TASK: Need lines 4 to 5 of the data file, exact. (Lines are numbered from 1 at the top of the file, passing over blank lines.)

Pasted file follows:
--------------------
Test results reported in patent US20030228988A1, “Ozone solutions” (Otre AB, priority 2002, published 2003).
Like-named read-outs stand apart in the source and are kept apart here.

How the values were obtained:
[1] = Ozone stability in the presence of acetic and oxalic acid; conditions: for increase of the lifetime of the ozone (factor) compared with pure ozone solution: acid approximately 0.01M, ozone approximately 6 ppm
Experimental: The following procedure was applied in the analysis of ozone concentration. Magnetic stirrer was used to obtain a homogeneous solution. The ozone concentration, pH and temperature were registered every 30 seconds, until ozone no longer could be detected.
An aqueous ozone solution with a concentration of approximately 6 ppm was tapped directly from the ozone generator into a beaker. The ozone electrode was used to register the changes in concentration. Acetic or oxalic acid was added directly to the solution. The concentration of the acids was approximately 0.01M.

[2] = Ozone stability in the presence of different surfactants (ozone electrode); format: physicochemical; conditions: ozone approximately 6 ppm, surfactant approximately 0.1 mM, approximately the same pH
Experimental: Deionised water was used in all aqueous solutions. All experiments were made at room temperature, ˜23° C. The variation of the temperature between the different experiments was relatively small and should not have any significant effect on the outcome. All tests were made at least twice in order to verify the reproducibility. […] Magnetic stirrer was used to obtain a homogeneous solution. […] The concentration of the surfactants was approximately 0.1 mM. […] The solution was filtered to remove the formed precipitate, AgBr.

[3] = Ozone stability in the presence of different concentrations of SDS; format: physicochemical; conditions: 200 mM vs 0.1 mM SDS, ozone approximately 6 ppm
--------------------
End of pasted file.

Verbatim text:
[1] = Ozone stability in the presence of acetic and oxalic acid; conditions: for increase of the lifetime of the ozone (factor) compared with pure ozone solution: acid approximately 0.01M, ozone approximately 6 ppm
Experimental: The following procedure was applied in the analysis of ozone concentration. Magnetic stirrer was used to obtain a homogeneous solution. The ozone concentration, pH and temperature were registered every 30 seconds, until ozone no longer could be detected.